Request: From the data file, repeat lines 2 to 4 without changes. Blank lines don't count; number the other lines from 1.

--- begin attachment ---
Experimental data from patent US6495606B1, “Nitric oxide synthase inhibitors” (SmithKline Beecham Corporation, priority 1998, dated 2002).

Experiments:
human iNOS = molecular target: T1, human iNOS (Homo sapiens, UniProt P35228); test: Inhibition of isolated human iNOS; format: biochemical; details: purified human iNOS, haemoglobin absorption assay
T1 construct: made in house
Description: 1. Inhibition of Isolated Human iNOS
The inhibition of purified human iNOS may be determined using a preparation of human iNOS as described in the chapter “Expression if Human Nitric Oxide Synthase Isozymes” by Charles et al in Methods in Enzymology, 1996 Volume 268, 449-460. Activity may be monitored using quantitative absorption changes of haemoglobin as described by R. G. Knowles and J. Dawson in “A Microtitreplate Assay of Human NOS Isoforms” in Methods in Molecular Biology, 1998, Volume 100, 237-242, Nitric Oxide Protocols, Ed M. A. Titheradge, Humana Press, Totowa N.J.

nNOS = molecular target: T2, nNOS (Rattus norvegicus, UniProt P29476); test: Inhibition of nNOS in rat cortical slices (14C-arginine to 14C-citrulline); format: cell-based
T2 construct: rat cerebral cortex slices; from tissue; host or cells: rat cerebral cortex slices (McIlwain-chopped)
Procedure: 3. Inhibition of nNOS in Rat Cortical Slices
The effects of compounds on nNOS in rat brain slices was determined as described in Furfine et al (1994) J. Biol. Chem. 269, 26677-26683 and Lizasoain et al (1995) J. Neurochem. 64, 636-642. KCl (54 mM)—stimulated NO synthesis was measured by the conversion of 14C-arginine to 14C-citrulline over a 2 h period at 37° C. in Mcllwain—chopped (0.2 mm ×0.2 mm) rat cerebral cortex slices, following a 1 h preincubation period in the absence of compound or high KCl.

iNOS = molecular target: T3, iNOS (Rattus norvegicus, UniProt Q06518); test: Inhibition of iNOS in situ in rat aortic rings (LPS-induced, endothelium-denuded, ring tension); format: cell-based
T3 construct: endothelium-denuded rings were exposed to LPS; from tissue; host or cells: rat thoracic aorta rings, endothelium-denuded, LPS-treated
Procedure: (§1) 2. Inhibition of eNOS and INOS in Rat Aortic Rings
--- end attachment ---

Experiments:
human iNOS = molecular target: T1, human iNOS (Homo sapiens, UniProt P35228); test: Inhibition of isolated human iNOS; format: biochemical; details: purified human iNOS, haemoglobin absorption assay
T1 construct: made in house